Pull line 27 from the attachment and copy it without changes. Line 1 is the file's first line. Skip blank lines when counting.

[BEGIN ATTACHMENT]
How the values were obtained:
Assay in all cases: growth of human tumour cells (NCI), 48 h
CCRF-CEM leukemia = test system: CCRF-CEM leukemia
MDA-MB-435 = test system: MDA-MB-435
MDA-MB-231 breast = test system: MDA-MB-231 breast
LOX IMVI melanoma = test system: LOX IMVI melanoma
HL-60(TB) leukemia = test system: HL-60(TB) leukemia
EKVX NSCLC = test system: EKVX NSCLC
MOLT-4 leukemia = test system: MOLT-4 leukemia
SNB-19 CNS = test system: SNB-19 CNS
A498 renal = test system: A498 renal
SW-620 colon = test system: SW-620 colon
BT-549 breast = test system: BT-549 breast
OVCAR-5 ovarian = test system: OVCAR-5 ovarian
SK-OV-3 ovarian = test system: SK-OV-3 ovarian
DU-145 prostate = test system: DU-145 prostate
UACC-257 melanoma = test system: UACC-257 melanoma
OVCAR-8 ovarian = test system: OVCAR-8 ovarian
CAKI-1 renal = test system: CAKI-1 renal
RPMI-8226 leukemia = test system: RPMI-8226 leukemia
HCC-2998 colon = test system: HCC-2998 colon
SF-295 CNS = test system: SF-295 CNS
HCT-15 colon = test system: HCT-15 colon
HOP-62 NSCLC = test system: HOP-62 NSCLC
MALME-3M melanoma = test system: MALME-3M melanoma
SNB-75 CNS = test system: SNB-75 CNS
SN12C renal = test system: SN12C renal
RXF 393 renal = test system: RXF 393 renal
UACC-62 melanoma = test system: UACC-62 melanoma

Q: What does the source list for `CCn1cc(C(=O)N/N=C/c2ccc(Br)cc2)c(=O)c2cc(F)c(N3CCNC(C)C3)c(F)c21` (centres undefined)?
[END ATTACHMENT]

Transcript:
SN12C renal = test system: SN12C renal